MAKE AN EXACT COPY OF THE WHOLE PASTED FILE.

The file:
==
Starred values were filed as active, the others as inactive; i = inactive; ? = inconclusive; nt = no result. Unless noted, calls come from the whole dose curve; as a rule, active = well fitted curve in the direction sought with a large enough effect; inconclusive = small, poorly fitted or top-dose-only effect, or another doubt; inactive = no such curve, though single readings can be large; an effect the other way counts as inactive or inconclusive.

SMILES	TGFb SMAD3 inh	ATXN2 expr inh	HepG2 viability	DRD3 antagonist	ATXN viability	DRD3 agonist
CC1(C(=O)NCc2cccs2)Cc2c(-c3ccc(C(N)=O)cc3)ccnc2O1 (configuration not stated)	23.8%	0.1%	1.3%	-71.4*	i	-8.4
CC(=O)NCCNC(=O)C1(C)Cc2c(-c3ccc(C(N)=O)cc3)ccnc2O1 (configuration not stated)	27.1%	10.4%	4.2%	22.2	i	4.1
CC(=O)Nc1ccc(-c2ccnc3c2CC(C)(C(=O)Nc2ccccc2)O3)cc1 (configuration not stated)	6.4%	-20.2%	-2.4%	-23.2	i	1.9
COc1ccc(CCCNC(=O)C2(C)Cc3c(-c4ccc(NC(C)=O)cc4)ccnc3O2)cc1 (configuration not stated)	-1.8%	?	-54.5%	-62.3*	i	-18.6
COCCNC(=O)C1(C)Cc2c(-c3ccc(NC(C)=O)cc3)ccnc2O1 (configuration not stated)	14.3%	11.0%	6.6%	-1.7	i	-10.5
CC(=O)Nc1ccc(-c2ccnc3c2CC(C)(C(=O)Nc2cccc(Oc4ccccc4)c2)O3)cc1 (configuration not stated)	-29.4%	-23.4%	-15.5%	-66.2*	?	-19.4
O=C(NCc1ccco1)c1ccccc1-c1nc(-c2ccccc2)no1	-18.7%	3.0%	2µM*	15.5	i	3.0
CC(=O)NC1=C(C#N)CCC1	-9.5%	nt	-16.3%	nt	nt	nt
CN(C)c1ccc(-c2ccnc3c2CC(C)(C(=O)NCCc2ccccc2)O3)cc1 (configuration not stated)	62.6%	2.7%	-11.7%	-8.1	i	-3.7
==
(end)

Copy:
Starred values were filed as active, the others as inactive; i = inactive; ? = inconclusive; nt = no result. Unless noted, calls come from the whole dose curve; as a rule, active = well fitted curve in the direction sought with a large enough effect; inconclusive = small, poorly fitted or top-dose-only effect, or another doubt; inactive = no such curve, though single readings can be large; an effect the other way counts as inactive or inconclusive.

SMILES	TGFb SMAD3 inh	ATXN2 expr inh	HepG2 viability	DRD3 antagonist	ATXN viability	DRD3 agonist
CC1(C(=O)NCc2cccs2)Cc2c(-c3ccc(C(N)=O)cc3)ccnc2O1 (configuration not stated)	23.8%	0.1%	1.3%	-71.4*	i	-8.4
CC(=O)NCCNC(=O)C1(C)Cc2c(-c3ccc(C(N)=O)cc3)ccnc2O1 (configuration not stated)	27.1%	10.4%	4.2%	22.2	i	4.1
CC(=O)Nc1ccc(-c2ccnc3c2CC(C)(C(=O)Nc2ccccc2)O3)cc1 (configuration not stated)	6.4%	-20.2%	-2.4%	-23.2	i	1.9
COc1ccc(CCCNC(=O)C2(C)Cc3c(-c4ccc(NC(C)=O)cc4)ccnc3O2)cc1 (configuration not stated)	-1.8%	?	-54.5%	-62.3*	i	-18.6
COCCNC(=O)C1(C)Cc2c(-c3ccc(NC(C)=O)cc3)ccnc2O1 (configuration not stated)	14.3%	11.0%	6.6%	-1.7	i	-10.5
CC(=O)Nc1ccc(-c2ccnc3c2CC(C)(C(=O)Nc2cccc(Oc4ccccc4)c2)O3)cc1 (configuration not stated)	-29.4%	-23.4%	-15.5%	-66.2*	?	-19.4
O=C(NCc1ccco1)c1ccccc1-c1nc(-c2ccccc2)no1	-18.7%	3.0%	2µM*	15.5	i	3.0
CC(=O)NC1=C(C#N)CCC1	-9.5%	nt	-16.3%	nt	nt	nt
CN(C)c1ccc(-c2ccnc3c2CC(C)(C(=O)NCCc2ccccc2)O3)cc1 (configuration not stated)	62.6%	2.7%	-11.7%	-8.1	i	-3.7